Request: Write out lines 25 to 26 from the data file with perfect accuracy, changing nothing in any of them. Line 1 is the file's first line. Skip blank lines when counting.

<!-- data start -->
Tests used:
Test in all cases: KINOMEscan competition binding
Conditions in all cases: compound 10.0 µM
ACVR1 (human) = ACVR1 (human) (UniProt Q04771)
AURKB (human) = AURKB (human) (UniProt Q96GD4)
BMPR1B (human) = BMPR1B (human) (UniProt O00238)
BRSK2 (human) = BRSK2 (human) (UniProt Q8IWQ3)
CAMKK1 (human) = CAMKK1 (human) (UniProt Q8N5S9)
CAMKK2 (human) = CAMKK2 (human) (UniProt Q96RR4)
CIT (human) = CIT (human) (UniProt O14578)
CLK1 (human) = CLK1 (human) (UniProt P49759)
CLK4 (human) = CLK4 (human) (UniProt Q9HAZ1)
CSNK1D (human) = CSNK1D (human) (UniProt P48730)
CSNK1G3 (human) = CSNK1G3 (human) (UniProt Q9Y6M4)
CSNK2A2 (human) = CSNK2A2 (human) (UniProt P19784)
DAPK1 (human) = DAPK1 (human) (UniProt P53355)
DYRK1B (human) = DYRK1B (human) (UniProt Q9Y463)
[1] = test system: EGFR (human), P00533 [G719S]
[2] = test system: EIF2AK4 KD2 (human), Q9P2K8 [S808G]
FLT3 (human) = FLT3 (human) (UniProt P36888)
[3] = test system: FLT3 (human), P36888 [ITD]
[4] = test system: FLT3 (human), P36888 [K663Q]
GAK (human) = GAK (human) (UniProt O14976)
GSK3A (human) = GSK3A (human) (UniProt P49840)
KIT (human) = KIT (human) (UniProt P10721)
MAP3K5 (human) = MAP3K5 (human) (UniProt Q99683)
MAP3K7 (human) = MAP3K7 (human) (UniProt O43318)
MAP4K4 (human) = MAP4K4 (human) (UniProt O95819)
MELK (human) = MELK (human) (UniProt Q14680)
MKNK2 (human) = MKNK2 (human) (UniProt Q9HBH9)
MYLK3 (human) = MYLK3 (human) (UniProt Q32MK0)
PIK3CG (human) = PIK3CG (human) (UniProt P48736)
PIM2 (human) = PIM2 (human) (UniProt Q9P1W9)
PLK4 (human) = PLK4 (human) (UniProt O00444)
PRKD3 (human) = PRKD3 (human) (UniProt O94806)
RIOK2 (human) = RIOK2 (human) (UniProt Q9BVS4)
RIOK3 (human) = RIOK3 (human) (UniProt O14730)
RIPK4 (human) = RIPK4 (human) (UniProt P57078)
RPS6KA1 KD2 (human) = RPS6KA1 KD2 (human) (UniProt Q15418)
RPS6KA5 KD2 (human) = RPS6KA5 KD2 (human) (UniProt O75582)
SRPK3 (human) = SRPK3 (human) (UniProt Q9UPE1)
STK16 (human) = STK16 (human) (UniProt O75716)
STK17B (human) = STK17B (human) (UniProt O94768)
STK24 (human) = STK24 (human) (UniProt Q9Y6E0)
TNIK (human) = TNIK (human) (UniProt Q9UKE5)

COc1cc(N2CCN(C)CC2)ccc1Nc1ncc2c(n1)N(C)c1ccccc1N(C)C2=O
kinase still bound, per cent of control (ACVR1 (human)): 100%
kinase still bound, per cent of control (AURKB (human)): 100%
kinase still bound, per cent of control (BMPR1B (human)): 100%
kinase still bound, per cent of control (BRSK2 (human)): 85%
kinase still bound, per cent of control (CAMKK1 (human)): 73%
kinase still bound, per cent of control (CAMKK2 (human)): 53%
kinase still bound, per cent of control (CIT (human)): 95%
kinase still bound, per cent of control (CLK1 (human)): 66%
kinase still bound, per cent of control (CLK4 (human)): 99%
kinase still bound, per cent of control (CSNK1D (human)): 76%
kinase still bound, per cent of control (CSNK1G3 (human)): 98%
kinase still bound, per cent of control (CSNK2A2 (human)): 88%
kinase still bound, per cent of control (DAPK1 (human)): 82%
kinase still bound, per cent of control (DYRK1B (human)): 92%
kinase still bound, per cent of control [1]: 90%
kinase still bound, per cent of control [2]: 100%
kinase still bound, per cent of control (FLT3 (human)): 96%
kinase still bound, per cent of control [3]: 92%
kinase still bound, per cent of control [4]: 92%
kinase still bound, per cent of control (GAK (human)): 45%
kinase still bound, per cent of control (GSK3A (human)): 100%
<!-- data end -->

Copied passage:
KIT (human) = KIT (human) (UniProt P10721)
MAP3K5 (human) = MAP3K5 (human) (UniProt Q99683)